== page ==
- The Washington Times - Friday, April 18, 2008

Most Internet users don’t realize how much of their data is collected by online advertisers, but corporations, researchers and consumer groups don’t agree what to do about it.

“The Internet could track every one of us and understand exactly what we’re doing, the Web sites we were going to, the content that we were looking at,” said Jeff Chester, executive director of the Center for Digital Democracy, a D.C. consumer rights group. “Do you want a largely invisible, stealth system whose only interest in this massive analysis of information … is to get you to buy ‘x’ and ‘y’ ?”

Officials from Google Inc. and AOL LLC faced off with academics and consumer advocates yesterday at the National Press Club in a debate over the collection of search queries, visited Web sites, Internet Protocol addresses and other data companies use to target ads at consumers.

The Federal Trade Commission (FTC) recently proposed a slate of privacy principles for online behavioral advertising that call for clear disclosure to consumers that their data is being collected and for limits on how long that data can be retained. The agency is seeking public comment on the guidelines.

FTC Commissioner Pamela Jones Harbour, an independent, appearing before the panel, cited a Harris interactive poll of 2,500 adults last month that revealed 59 percent of consumers are not comfortable with Web sites using information about their online activity to tailor ads or content based on hobbies or interests. When asked whether they would feel more comfortable if the FTC’s privacy policies were adopted, 55 percent of those surveyed said they would.

Just because privacy policies exist doesn’t mean consumers read them, said Joseph Turrow, a professor at the University of Pennsylvania’s Annenberg School for Communication. When asked whether a Web site with a privacy policy is allowed to share information with other Web sites or companies, 75 percent of consumers in a 2005 survey did not know the answer, he said.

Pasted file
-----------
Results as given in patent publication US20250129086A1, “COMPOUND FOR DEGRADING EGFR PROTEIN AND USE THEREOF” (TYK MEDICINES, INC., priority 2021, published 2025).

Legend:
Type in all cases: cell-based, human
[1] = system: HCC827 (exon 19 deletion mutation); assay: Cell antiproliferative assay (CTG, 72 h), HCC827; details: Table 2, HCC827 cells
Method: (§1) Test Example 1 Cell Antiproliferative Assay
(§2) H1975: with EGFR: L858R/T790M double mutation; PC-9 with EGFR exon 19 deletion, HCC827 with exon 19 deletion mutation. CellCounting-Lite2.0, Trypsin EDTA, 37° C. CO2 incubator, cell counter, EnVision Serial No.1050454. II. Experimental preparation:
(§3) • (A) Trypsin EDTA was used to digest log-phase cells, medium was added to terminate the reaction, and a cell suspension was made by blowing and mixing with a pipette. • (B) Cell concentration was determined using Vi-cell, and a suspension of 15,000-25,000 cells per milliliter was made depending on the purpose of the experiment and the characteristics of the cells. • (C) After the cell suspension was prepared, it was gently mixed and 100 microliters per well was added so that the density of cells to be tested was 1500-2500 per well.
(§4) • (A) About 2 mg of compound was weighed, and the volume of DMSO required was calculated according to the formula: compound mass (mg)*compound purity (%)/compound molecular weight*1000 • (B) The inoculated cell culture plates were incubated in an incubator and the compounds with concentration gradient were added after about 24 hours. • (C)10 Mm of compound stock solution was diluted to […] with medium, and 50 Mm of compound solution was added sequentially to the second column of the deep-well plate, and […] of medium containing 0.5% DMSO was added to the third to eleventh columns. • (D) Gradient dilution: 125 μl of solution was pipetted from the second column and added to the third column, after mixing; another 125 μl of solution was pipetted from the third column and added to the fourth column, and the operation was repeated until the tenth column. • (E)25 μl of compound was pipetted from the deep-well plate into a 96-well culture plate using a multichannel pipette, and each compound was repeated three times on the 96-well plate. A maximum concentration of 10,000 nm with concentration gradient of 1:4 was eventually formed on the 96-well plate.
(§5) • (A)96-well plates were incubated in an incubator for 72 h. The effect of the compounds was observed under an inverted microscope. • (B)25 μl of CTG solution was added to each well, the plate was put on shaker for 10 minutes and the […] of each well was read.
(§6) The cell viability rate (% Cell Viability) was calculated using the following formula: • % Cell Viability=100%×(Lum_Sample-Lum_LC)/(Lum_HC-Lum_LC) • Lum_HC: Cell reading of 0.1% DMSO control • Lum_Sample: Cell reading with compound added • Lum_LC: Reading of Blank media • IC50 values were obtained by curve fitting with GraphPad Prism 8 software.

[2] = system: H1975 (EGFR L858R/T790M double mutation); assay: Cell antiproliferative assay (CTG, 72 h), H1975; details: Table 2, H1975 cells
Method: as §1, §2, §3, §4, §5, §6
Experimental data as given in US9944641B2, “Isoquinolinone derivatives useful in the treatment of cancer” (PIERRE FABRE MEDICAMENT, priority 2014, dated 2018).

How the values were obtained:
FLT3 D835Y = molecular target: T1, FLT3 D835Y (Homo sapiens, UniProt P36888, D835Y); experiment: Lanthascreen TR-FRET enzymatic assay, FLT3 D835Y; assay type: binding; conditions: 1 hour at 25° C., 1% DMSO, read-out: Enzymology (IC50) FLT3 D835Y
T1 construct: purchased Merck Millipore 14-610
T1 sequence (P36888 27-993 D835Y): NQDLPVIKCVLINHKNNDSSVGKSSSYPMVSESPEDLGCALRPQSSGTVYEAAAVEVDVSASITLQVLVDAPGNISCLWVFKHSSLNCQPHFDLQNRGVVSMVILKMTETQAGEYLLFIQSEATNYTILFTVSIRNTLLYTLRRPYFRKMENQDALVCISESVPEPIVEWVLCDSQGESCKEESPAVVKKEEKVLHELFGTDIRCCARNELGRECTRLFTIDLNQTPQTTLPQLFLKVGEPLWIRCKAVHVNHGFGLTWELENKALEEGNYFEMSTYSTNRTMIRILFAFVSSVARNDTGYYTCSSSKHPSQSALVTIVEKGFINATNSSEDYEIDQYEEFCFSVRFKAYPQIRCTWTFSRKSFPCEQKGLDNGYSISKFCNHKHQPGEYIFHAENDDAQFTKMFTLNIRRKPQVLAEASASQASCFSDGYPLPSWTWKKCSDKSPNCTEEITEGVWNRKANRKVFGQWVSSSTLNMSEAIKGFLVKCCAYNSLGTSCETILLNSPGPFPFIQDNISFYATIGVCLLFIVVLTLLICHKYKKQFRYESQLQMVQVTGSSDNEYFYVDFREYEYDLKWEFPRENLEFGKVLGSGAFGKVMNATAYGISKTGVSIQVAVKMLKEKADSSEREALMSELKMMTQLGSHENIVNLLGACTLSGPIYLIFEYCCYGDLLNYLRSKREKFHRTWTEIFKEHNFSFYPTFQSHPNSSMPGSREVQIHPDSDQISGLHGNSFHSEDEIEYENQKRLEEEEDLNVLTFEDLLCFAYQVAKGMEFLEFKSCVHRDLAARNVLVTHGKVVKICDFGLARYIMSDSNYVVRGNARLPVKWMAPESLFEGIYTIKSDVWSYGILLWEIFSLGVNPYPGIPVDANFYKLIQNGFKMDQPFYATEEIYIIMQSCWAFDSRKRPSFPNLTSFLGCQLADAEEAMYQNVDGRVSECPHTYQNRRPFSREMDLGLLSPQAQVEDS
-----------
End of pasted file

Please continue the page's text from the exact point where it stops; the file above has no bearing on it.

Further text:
At Google — which leads the online advertising market after its acquisition of ad server DoubleClick Inc. — Chief Privacy Officer Jane Horvath said Google figured more consumers would watch a video than read a privacy policy, so it uses a channel on subsidiary YouTube to host several clips of engineers explaining how each of the company’s products collects user data. For example, a Google engineer explains in one video how the search giant collects a person’s search query, IP address and preferences.

“We have 13 videos and that’s where we’re trying to be as transparent as possible and let you know what we’re collecting and let you know what your choices are,” Ms. Horvath said.

AOL is similarly aiming to make its privacy information more accessible and entertaining. The company uses a penguin character in a video to explain how ads are targeted based on Web visits. Jules Polonetsky, AOL’s vice president of integrity assurance, helps maintain a company blog on the issue at PrivacyGourmet.com.

But for some, such initiatives are not enough.

“I think we do not yet understand the responsibility that falls on American business when it collects and uses personal information about American consumers and we have not properly allocated the rights and responsibilities that face consumers in this new digital environment,” said Marc Rotenberg, executive director of the Electronic Privacy Information Center. “Consumer education does not work for privacy.”

The panel was sponsored by the Annenberg Schools for Communication at the University of Pennsylvania and the University of Southern California.

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